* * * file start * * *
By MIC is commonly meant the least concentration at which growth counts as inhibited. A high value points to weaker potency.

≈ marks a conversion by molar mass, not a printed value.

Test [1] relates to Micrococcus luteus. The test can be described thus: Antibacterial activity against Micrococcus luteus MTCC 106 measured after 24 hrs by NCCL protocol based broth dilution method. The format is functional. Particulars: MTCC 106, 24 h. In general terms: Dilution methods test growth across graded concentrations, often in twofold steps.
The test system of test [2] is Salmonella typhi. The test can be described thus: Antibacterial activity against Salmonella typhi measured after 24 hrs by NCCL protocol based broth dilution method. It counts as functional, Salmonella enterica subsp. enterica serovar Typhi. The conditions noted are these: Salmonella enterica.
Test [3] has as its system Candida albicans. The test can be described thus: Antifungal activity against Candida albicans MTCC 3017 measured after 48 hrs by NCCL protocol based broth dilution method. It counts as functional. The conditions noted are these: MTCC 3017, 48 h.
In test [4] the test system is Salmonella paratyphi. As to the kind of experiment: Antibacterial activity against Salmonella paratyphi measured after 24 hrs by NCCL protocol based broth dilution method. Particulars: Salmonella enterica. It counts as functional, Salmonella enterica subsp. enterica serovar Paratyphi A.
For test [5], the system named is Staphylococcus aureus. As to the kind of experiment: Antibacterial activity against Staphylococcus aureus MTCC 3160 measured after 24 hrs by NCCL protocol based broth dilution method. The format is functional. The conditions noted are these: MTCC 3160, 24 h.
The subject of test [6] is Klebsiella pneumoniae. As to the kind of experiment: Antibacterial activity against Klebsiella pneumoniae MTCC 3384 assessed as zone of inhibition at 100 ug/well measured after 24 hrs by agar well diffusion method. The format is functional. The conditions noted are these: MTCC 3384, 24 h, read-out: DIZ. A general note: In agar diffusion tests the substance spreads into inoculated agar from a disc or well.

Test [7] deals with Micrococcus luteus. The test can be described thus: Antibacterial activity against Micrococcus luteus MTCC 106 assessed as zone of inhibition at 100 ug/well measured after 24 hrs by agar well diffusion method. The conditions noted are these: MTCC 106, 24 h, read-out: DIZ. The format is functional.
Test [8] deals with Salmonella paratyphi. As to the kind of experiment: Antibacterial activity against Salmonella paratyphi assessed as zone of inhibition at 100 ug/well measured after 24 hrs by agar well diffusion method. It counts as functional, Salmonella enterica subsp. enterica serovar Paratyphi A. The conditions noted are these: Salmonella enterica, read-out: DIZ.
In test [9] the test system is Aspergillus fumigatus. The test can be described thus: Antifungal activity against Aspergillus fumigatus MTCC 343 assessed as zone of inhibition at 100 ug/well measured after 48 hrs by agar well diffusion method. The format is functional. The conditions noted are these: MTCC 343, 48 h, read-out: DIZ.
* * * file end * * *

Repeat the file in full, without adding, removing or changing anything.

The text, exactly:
By MIC is commonly meant the least concentration at which growth counts as inhibited. A high value points to weaker potency.

≈ marks a conversion by molar mass, not a printed value.

Test [1] relates to Micrococcus luteus. The test can be described thus: Antibacterial activity against Micrococcus luteus MTCC 106 measured after 24 hrs by NCCL protocol based broth dilution method. The format is functional. Particulars: MTCC 106, 24 h. In general terms: Dilution methods test growth across graded concentrations, often in twofold steps.
The test system of test [2] is Salmonella typhi. The test can be described thus: Antibacterial activity against Salmonella typhi measured after 24 hrs by NCCL protocol based broth dilution method. It counts as functional, Salmonella enterica subsp. enterica serovar Typhi. The conditions noted are these: Salmonella enterica.
Test [3] has as its system Candida albicans. The test can be described thus: Antifungal activity against Candida albicans MTCC 3017 measured after 48 hrs by NCCL protocol based broth dilution method. It counts as functional. The conditions noted are these: MTCC 3017, 48 h.
In test [4] the test system is Salmonella paratyphi. As to the kind of experiment: Antibacterial activity against Salmonella paratyphi measured after 24 hrs by NCCL protocol based broth dilution method. Particulars: Salmonella enterica. It counts as functional, Salmonella enterica subsp. enterica serovar Paratyphi A.
For test [5], the system named is Staphylococcus aureus. As to the kind of experiment: Antibacterial activity against Staphylococcus aureus MTCC 3160 measured after 24 hrs by NCCL protocol based broth dilution method. The format is functional. The conditions noted are these: MTCC 3160, 24 h.
The subject of test [6] is Klebsiella pneumoniae. As to the kind of experiment: Antibacterial activity against Klebsiella pneumoniae MTCC 3384 assessed as zone of inhibition at 100 ug/well measured after 24 hrs by agar well diffusion method. The format is functional. The conditions noted are these: MTCC 3384, 24 h, read-out: DIZ. A general note: In agar diffusion tests the substance spreads into inoculated agar from a disc or well.

Test [7] deals with Micrococcus luteus. The test can be described thus: Antibacterial activity against Micrococcus luteus MTCC 106 assessed as zone of inhibition at 100 ug/well measured after 24 hrs by agar well diffusion method. The conditions noted are these: MTCC 106, 24 h, read-out: DIZ. The format is functional.
Test [8] deals with Salmonella paratyphi. As to the kind of experiment: Antibacterial activity against Salmonella paratyphi assessed as zone of inhibition at 100 ug/well measured after 24 hrs by agar well diffusion method. It counts as functional, Salmonella enterica subsp. enterica serovar Paratyphi A. The conditions noted are these: Salmonella enterica, read-out: DIZ.
In test [9] the test system is Aspergillus fumigatus. The test can be described thus: Antifungal activity against Aspergillus fumigatus MTCC 343 assessed as zone of inhibition at 100 ug/well measured after 48 hrs by agar well diffusion method. The format is functional. The conditions noted are these: MTCC 343, 48 h, read-out: DIZ.